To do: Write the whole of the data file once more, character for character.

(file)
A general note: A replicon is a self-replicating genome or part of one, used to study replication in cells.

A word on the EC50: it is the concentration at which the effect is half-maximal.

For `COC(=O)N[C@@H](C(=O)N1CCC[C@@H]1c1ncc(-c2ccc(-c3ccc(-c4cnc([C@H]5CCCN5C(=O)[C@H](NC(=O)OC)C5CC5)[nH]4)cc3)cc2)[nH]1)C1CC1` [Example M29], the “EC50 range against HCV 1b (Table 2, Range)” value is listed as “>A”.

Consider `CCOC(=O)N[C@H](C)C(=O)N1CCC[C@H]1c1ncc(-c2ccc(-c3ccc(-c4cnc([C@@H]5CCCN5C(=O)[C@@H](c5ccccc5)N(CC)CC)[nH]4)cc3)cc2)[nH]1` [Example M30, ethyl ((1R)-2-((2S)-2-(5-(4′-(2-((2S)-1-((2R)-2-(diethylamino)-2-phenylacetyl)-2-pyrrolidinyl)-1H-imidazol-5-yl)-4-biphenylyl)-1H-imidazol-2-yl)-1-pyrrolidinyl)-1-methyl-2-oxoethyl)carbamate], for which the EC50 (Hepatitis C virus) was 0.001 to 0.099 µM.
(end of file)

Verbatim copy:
A general note: A replicon is a self-replicating genome or part of one, used to study replication in cells.

A word on the EC50: it is the concentration at which the effect is half-maximal.

For `COC(=O)N[C@@H](C(=O)N1CCC[C@@H]1c1ncc(-c2ccc(-c3ccc(-c4cnc([C@H]5CCCN5C(=O)[C@H](NC(=O)OC)C5CC5)[nH]4)cc3)cc2)[nH]1)C1CC1` [Example M29], the “EC50 range against HCV 1b (Table 2, Range)” value is listed as “>A”.

Consider `CCOC(=O)N[C@H](C)C(=O)N1CCC[C@H]1c1ncc(-c2ccc(-c3ccc(-c4cnc([C@@H]5CCCN5C(=O)[C@@H](c5ccccc5)N(CC)CC)[nH]4)cc3)cc2)[nH]1` [Example M30, ethyl ((1R)-2-((2S)-2-(5-(4′-(2-((2S)-1-((2R)-2-(diethylamino)-2-phenylacetyl)-2-pyrrolidinyl)-1H-imidazol-5-yl)-4-biphenylyl)-1H-imidazol-2-yl)-1-pyrrolidinyl)-1-methyl-2-oxoethyl)carbamate], for which the EC50 (Hepatitis C virus) was 0.001 to 0.099 µM.